Kay '60 - Good for BG? Price?

Discussion in 'Bluegrass [DB]' started by Brad Easley, Aug 2, 2022.


  1. Brad Easley

    Brad Easley

    Nov 21, 2018
    Howdy! Long time electric bass player and forum member, but haven't ventured over to the DB side. I live in Arkansas. On electric bass I've played blues, country, rockabilly, rock, etc. since the 90s, I also play guitar and mandolin and dabble in bluegrass. I'm considering getting a DB for bluegrass. Locally, a gentleman is selling a 1960 Kay and asking for $2k. I just don't have much experience to go off of with this. I know Kays are a popular choice for BG DB. Is a 60 decent? Is 2k overpriced? Should I be on the look out for something else? Pictures attached.
     

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  2. Admiral Akbar

    Admiral Akbar

    Mar 12, 2013
    New York
    That looks like a Kay M-1. Very reasonably priced if it plays well and needs no major work. Looks like original fingerboard and tailpiece that has the “Kay” emblem. Also looks very glossy finish for a Kay(?)

    As with any DB purchase, ask when the last time was that the bass was set up by a professional DB luthier.
     
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  3. Brad Easley

    Brad Easley

    Nov 21, 2018
    Thanks for the input! I wondered about the finish too. I'll do a little more homework on it.
     
  4. BobKay

    BobKay Supporting Member

    Nov 5, 2012
    Estero, Florida; USA
    Per the above, $2k isn't necessarily over or under priced. If it's solid that's a reasonable price. Has it been refinished? I've owned 3 Kays, and never had one with that kind of gloss.

    On your other question: buy the best bass you can for the amount of money you want to spend. Forget that you're playing bluegrass; the song doesn't know what bass you're playing, and no one in the audience cares. Lots of the best bluegrass bassists (traditional or progressive) play something other than a 60-year-old plywood instrument.

    Disclaimer: although I've been playing bluegrass for around 40 years now, I've never been a fan of what many call the traditional "bluegrass sound." Steel strings, low string height, punch and volume are important to me. With apologies, because I know many on the forum are tired of hearing me say that!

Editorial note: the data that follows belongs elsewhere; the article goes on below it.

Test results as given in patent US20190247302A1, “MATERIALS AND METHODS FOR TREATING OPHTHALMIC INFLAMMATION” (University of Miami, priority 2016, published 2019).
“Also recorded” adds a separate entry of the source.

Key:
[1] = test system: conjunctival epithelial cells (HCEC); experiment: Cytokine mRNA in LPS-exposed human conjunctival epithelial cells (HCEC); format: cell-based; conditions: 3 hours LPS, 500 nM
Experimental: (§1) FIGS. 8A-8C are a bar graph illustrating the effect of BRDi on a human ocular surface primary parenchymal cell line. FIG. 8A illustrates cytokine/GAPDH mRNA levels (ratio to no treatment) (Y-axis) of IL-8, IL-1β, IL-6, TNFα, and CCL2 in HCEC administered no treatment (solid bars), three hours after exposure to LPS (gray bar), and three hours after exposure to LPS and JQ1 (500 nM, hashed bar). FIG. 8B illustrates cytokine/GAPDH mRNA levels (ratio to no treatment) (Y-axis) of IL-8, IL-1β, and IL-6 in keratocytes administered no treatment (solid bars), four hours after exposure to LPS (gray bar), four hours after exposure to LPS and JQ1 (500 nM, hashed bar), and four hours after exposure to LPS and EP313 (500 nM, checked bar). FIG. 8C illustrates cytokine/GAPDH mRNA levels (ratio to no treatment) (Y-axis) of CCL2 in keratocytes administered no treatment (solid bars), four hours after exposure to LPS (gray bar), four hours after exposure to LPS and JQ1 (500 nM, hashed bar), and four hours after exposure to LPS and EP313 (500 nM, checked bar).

5. AGCurry

    AGCurry Supporting Member

    Jun 29, 2005
    St. Louis
    You can think of Kay as the double-bass equivalent of old Chevys and Fords: Affordable, ubiquitous, having an army of proponents, and not built to go beyond 100,000 miles.

    That said: As @BobKay states, "If it's solid that's a reasonable price." It will get the job done, better than a Palatino or the like, but perhaps not as well as some of the better plywood basses.
     
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  6. Steven Ayres

    Steven Ayres Supporting Member

    Mar 11, 2007
    Northern Arizona
    Yes, it's an M-1, and the gloss finish is correct for the period.

    The current nearest alternative Kay basses for sale to you are in DFW, Nashville and St Louis, as far as I know.

    The price is about standard outside a specialty shop. If you've played the bass and you like it, it'll do the job for you for a good long time.
     
  7. Good deal if setup, healthy and not refinished.

    I own a 41 S-9, 50 C-1, and 53 M1B.
     
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  8. turf3

    turf3

    Sep 26, 2011
    Don't let yourself get too caught up in the myth that the "real bluegrass bass sound" is a muddy ill defined pitchless thump. That might have been what came across on 1940s recordings done in el cheapo studios with the minimum of equipment and bass players who were playing the instrument that just traveled 5000 miles strapped to the top of the car; but I really doubt that Bill Monroe, say, would have said "hey bass player, I can tell what notes you're playing too clearly, I just want a muddy thump instead".